E-learning cluster session 2006-03-27

From DigiRepWiki

Monday 27th March


Objective: to follow up the York meeting in December, to identify synergies and gaps between activities within/beyond programme, and identify clear areas where coordination / collaboration would be useful, or where additional work could be valuable.

1330-1400: Communities - finding or building them? (Two-minute presentations by CD-LOR, PROWE, SPIRE, Rights and Rewards, WM-Share - followed by general discussion)

1400-1430: IPR in ELearning Repositories (five-minute presentations by TrustDR, Rights and Rewards, JORUM, followed by general discussion)

1430-1500: Briefing on OAI PMH

1500-1530: Open discussion


Objective: to make plans for working together (summarised on a ppt for presentation to the plenary session)

1630-1700: Identify topics (those above? others?)

1700-1730: Identify methods (meetings? exchange of draft documents? peer evaluation? other?)

External Invitees



Notes from the Meeting

Communities – finding or building them?

CD-LOR: Sarah Currier. They are looking at dimensions of communities, learning object repositories, and communities of repository users. Sarah emphasised that they’re not looking for a “blunt typology” but a model that can be used flexibly. They don’t mean community of practice as that is a specific concept: they are closer to the notion of a community in the OAIS model: all the potential stakeholders/users that can be identified clearly.

Rights and Rewards: Steve Loddington. They are looking at blended repositories. They’ve undertaken a workflow mapping exercise with internal stakeholders. They identified that contributors and users are not necessarily the same people. They are seeing repositories as a set of services rather than a single system. They have run a survey of user motivations to use repositories.

WM Share (a DEL Regional Pilot): Andrew Rothery and Viv Bell. They have been looking at sharing of content across the region. They started by looking for users of repositories but found very few, so they extended their search to small communities of resource sharing. They identified its common to email resources around. The need to be able to use content packaging is a step too far and may prohibit the sharing of teachinbg resources. They looked for cross college teams, subject teams already sharing, and cross-institutional projects and these are being supported in repository use. There will be a conference on 18th May in Worcester.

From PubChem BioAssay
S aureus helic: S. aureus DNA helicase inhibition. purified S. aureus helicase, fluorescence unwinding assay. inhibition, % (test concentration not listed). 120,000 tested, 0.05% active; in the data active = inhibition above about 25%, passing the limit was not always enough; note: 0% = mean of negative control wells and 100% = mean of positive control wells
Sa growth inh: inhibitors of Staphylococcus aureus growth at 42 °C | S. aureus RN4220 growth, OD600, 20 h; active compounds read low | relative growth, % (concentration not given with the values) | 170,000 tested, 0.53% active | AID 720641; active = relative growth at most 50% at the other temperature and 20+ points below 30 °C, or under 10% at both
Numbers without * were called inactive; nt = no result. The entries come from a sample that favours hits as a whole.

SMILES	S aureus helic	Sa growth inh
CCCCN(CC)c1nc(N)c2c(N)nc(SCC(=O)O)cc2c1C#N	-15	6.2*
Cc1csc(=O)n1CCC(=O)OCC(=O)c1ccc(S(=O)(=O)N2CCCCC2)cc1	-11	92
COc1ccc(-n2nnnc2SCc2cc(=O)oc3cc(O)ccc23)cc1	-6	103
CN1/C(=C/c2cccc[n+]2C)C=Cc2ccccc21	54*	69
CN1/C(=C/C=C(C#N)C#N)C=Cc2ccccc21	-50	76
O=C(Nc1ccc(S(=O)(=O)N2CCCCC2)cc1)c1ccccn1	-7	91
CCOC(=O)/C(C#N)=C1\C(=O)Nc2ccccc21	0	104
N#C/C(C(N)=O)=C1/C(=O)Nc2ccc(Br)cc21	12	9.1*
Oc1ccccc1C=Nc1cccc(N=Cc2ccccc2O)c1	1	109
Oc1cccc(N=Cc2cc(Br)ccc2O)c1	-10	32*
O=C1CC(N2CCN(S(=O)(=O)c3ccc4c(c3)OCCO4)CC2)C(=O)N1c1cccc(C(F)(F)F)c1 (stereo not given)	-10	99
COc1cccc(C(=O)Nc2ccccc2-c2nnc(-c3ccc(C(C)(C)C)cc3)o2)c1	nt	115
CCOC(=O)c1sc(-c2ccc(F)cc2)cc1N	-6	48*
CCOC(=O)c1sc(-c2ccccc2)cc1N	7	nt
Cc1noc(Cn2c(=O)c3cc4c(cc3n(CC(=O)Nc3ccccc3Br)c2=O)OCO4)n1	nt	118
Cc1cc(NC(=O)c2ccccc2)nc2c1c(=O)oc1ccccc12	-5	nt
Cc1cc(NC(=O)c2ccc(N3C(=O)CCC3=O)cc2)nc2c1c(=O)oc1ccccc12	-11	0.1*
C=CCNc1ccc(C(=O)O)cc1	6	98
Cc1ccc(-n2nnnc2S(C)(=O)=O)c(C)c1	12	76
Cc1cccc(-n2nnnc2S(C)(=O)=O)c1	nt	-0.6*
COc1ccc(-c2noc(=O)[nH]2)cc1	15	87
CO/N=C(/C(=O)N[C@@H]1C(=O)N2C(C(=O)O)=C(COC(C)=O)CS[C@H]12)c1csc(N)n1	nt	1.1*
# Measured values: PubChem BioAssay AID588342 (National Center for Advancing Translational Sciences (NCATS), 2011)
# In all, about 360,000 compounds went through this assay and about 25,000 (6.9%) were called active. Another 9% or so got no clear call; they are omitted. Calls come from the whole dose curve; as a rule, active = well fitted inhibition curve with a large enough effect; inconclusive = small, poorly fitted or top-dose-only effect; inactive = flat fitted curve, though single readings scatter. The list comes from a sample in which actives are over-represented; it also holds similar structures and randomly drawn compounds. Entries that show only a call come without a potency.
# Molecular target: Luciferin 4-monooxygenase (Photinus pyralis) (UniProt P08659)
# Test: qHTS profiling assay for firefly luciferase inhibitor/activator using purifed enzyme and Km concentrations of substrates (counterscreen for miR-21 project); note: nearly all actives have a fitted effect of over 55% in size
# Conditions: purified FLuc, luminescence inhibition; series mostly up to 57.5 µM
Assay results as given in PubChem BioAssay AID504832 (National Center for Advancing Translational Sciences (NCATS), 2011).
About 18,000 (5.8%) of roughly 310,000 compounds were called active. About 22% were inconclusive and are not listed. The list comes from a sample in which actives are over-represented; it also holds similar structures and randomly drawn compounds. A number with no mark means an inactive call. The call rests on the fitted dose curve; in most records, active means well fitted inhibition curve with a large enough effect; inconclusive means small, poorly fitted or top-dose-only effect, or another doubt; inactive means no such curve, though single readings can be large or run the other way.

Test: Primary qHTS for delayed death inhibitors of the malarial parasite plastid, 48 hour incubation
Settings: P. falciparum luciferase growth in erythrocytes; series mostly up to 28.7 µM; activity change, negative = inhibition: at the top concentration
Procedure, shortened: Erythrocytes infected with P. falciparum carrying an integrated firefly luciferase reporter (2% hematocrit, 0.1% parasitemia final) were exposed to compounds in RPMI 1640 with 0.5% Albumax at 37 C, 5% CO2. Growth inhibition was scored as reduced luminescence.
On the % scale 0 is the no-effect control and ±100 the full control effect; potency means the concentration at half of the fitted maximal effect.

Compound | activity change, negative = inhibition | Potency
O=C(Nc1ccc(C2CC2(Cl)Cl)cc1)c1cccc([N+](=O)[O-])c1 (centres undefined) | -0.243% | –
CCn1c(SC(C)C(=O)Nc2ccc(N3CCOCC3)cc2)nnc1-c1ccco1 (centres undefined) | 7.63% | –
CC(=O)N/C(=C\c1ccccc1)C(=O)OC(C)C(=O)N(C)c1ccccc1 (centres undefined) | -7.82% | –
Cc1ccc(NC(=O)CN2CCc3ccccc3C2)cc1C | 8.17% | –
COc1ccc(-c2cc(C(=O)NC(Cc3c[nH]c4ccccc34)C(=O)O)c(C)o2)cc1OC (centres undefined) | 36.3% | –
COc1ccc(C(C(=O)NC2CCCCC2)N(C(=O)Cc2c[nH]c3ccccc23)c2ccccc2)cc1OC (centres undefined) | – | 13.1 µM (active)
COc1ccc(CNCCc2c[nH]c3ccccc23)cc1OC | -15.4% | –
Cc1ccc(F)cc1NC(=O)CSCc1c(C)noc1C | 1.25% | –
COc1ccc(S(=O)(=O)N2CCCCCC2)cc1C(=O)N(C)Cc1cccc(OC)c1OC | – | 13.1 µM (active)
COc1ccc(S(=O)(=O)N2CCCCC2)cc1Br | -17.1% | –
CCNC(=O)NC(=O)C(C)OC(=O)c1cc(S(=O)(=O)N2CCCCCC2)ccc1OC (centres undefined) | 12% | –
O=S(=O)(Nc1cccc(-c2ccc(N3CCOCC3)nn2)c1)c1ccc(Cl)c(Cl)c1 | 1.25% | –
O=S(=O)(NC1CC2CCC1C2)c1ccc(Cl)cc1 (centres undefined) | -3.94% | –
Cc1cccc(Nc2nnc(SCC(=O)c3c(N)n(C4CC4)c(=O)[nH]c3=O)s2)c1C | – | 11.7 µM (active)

Prowe: Chris Pegler. The project is focusing on part time tutors at the OU and the University of Leicester. They’ve identified pressing need for part time tutors to store, manage and share content. They’re exploring blogs and wikis to provide this functionality.They’ve chosen “elgg” for its functionality, details available from the project. There are IPR issues that need resolving for staff working for more than one institution. Personal resource management strategies are often entrenched and there need to be strong drivers to change them. Reflected some discussions that took place at the pre-meeting session on personal resource management strategies.

SPIRE was not represented but we summarised it for those present.

Discussion and Commentary

We discussed the usefulness of community as a notion, and whether it should encompass set groups such as teaching teams. It was suggested that you can have dysfunctional communities, and we discussed some negative experiences of communities. There is evidence from JORUM and other repositories that users do value the community concept and it is incentive to contribute and use. All the projects noted that people are concerned about “making things visible”, this notion of “reification”. It seemed that projects all conceptualised groups of users as being key rather than isolated individuals, but whether they groups are tightly defined enough or voluntary enough to be “communities” was a point for discussion.

IPR in E-Learning

JORUM: Steve Rogers. The JORUM licence model was difficult to develop but is now gaining acceptance. There are now 30 contributor and 115 user licences. JORUM wants to share its R&D work with this projects and particularly with IPR/DRM projects. They are currently focussing technical implementation of the expression language, but it’s a complex area, particularly when teaching content ends up being delivered through a VLE. They also want to explore extending use to other sectors.